#SmackTalkOnIce: NHL’s Twitter Twibe Skates into Hearts of Fans

Most professional sports teams have Twitter Accounts for updates, promo information, ect. However, some of the teams in the NHL have become very engaged in communicating with fans as...

Most professional sports teams have Twitter Accounts for updates, promo information, ect. However, some of the teams in the NHL have become very engaged in communicating with fans as well as the Twitter accounts of other teams. These interactions show a side of professional hockey that is approachable, as well as cute and funny, that speaks to groups of people that may not observe the sport in other arenas. NHL teams twitter accounts, combined with the witty tweets and posts of the NHL players themselves, provide a more personable and relatable face for the league and the faces of the sport as a whole.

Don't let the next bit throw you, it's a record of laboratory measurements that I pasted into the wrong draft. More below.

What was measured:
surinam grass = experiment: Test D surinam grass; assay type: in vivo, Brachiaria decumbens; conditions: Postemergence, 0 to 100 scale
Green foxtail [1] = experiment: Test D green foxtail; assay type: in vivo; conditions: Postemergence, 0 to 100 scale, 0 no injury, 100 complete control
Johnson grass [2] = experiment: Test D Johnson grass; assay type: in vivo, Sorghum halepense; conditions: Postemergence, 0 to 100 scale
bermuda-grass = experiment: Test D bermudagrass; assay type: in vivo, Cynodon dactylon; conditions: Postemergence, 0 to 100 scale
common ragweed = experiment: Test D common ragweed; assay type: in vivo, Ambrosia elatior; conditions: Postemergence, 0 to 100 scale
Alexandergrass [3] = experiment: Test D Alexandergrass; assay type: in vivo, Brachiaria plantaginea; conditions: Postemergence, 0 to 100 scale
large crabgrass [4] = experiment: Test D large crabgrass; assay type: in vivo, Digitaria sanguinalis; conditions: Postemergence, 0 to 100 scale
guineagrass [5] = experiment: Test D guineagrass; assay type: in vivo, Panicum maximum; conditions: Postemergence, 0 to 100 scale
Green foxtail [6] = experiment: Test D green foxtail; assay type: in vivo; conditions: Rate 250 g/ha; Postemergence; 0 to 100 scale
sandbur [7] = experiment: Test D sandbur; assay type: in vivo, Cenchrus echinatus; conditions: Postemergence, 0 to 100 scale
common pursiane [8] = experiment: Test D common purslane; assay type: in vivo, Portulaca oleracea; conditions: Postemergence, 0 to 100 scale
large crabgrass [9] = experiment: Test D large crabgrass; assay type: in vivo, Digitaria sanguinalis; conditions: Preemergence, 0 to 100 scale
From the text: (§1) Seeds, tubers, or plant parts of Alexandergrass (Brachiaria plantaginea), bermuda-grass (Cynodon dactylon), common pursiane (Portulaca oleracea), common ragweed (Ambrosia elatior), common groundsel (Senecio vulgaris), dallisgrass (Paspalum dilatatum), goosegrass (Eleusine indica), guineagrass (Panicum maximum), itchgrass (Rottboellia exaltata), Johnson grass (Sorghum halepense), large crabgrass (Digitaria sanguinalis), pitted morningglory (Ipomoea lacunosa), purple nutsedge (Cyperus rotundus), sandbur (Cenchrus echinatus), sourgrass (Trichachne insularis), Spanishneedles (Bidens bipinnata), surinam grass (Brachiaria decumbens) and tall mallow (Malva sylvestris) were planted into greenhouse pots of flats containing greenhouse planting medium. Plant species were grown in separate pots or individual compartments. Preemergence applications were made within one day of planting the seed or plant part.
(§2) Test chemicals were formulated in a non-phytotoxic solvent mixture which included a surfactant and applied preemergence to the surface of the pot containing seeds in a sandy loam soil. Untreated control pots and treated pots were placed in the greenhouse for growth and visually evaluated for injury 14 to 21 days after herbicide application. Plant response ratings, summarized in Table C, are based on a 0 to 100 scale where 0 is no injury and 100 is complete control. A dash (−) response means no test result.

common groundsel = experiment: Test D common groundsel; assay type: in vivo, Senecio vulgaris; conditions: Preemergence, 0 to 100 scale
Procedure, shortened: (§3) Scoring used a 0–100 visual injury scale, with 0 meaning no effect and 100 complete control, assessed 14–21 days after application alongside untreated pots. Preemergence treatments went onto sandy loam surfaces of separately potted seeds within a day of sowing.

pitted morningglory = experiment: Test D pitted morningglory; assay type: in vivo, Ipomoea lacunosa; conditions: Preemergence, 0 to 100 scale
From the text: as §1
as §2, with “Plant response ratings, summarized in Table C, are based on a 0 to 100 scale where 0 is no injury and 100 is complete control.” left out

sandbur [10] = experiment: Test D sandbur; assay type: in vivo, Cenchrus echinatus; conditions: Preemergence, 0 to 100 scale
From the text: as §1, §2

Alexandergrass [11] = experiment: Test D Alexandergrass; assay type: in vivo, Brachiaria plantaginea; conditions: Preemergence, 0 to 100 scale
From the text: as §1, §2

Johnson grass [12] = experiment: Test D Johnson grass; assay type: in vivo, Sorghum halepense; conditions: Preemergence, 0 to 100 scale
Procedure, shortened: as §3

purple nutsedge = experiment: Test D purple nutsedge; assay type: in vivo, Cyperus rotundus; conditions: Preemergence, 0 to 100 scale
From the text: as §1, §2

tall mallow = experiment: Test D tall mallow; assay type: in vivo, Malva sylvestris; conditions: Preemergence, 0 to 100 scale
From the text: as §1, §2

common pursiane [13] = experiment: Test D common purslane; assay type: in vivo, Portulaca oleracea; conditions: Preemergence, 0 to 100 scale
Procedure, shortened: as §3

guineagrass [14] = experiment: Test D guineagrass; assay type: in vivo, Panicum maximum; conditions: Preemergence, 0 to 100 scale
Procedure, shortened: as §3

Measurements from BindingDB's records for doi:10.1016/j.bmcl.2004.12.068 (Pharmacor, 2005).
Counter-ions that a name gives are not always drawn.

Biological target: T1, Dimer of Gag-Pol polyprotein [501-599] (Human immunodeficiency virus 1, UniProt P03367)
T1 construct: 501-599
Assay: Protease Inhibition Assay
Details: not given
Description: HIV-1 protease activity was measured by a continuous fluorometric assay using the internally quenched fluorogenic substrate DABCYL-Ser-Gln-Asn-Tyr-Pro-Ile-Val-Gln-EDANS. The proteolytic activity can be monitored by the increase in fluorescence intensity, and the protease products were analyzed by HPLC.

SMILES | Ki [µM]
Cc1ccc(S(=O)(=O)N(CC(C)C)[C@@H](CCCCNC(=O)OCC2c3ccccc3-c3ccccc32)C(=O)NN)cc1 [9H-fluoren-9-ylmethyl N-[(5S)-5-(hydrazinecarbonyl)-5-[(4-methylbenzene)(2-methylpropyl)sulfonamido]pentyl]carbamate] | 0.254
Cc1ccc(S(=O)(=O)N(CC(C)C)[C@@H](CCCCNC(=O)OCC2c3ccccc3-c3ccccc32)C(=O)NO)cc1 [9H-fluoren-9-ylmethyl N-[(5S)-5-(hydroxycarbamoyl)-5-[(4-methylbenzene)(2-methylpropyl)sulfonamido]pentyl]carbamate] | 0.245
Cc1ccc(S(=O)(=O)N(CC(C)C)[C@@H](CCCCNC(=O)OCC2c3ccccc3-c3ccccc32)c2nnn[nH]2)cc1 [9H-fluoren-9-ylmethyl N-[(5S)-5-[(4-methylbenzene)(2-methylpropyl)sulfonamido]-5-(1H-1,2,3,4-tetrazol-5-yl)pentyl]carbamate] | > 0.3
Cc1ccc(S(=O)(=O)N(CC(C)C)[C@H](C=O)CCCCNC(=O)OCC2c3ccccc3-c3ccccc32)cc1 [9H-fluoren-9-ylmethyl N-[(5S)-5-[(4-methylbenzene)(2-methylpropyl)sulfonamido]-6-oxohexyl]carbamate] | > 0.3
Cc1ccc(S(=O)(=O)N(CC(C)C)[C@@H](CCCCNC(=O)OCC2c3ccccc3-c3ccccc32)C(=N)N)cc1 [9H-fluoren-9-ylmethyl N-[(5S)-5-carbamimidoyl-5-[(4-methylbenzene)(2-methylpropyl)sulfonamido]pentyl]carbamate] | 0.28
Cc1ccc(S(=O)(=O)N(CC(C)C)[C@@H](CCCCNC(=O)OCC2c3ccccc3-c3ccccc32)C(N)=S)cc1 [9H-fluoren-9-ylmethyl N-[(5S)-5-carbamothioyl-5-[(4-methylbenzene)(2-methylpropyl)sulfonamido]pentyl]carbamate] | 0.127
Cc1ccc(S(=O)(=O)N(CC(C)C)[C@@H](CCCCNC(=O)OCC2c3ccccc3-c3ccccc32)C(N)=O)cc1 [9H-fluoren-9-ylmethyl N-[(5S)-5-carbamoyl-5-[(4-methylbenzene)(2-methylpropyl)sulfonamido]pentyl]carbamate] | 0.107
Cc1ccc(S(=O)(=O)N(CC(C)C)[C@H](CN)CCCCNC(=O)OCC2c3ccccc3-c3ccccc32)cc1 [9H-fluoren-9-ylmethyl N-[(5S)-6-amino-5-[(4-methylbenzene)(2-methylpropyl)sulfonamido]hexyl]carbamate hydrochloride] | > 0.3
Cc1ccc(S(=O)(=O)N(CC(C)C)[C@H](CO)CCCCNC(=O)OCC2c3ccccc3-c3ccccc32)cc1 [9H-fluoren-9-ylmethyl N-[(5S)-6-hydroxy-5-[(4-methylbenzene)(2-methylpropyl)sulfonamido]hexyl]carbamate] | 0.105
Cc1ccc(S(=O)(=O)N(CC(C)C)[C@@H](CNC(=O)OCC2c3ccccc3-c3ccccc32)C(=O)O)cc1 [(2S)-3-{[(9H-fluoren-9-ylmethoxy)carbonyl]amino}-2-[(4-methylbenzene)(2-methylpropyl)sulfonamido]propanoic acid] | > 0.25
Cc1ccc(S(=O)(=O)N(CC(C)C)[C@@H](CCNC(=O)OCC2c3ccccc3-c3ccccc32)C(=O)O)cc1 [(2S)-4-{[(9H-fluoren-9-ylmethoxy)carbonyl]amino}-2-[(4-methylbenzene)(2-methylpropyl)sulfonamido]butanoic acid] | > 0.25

One of the teams known best for associating with fans and other teams is the LA Kings Twitter account (@LAKings). The Kings are known for delivering insults and just starting conversations with fellow teams on Twitter. These conversations, notably involving the Dallas Stars (@DallasStars), the Columbus Blue Jackets (@BlueJacketsNHL), and the Philadelphia Flyers (@NHLFlyers), are shared and enjoyed by hockey fans and novices to the sport alike. This is a great way teams can draw attention to their sport without putting a whole lot of effort into promotional stunts. Since these conversations are humorous and lead the teams to come across as having a voice that is natural and relatable, these Tweets speak to members of all generations on Twitter. Occasionally, some of these conversations will make national sports news pages, such as SportsNet. Some of the teams have even called out ESPN on Twitter (@espn) for lacking in their hockey coverage. This caused many conversations throughout the Twittersphere about ESPN’s constant lack of hockey talk and obsession with LeBron. Another example of the teams interacting with their fans through Twitter is when the St. Louis Blues took notice to a new-to-hockey member of Twitter, @Soloucity (aka Tony X.). The Twitter user decided to watch his first ever hockey game on TV, and live tweeted his experience. The live tweets went viral and Tony became an online sensation overnight. The Blues Twitter account (@StLouisBlues) used the situation to promote themselves and their customer service commitment when they offered him free tickets to the next upcoming playoff game publicly on Twitter. This small gesture brought them a lifetime hockey fan, as well as national attention for being responsive and caring of their fans. Twitter was used in this situation as a way to connect the teams to new fans, and brought the sport as a whole into the spotlight. A third way that NHL-affiliates have used Twitter is to become fan favorites. Some notable Twitters belong to everyone’s favorite back-up goalie (frequently seen tweeting from the bench during games) is Roberto Luongo (@strombone1), who tweets his amusing thoughts taking stabs at his talent and career pitfalls, as well as using the platform to communicate with fans. Another well-known NHL scrub (online, of course), is Paul Bissonnette (@BizNasty2point0), who is known for tweeting his thoughts on arenas, other players, as well as his healthy-scratch status in the NHL. He is very good about communicating with fans and poking fun at himself. Recently, Phil Kessel was cut from the World Cup of Hockey’s Team USA. While watching the team lose from home, Kessel tweeted: “Just sitting around the house tonight w my dog. Felt like I should be doing something important, but I couldn’t put my finger on it” (@PKessel81 on Twitter). Kessel himself tweeting what most of the USA hockey community was thinking sparked a massive conversation on Twitter, and the tweet was interacted with over 200 thousand times. NHL stars have a great connection with their community members and Twitter gives many of them an outlet for people to hear what they are actually thinking, completely uncensored and uncontrolled.